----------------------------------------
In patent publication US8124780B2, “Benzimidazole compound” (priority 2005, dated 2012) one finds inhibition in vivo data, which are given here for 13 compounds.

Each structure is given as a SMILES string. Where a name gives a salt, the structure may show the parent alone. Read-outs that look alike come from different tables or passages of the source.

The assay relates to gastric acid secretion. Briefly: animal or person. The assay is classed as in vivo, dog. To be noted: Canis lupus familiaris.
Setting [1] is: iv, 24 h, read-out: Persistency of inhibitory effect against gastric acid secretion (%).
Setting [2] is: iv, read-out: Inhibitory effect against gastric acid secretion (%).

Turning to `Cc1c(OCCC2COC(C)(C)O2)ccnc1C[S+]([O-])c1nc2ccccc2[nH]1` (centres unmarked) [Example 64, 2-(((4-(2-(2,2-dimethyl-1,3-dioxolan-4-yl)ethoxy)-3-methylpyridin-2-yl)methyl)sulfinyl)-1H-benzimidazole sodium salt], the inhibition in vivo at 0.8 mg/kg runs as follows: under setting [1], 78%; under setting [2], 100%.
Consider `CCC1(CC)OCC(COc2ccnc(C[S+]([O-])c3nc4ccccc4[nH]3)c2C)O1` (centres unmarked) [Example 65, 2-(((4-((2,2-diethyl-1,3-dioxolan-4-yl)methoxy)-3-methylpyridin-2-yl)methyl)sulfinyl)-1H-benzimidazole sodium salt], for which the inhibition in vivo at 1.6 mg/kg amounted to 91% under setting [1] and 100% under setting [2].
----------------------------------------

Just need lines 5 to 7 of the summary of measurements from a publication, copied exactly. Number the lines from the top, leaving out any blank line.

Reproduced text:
Setting [2] is: iv, read-out: Inhibitory effect against gastric acid secretion (%).

Turning to `Cc1c(OCCC2COC(C)(C)O2)ccnc1C[S+]([O-])c1nc2ccccc2[nH]1` (centres unmarked) [Example 64, 2-(((4-(2-(2,2-dimethyl-1,3-dioxolan-4-yl)ethoxy)-3-methylpyridin-2-yl)methyl)sulfinyl)-1H-benzimidazole sodium salt], the inhibition in vivo at 0.8 mg/kg runs as follows: under setting [1], 78%; under setting [2], 100%.
Consider `CCC1(CC)OCC(COc2ccnc(C[S+]([O-])c3nc4ccccc4[nH]3)c2C)O1` (centres unmarked) [Example 65, 2-(((4-((2,2-diethyl-1,3-dioxolan-4-yl)methoxy)-3-methylpyridin-2-yl)methyl)sulfinyl)-1H-benzimidazole sodium salt], for which the inhibition in vivo at 1.6 mg/kg amounted to 91% under setting [1] and 100% under setting [2].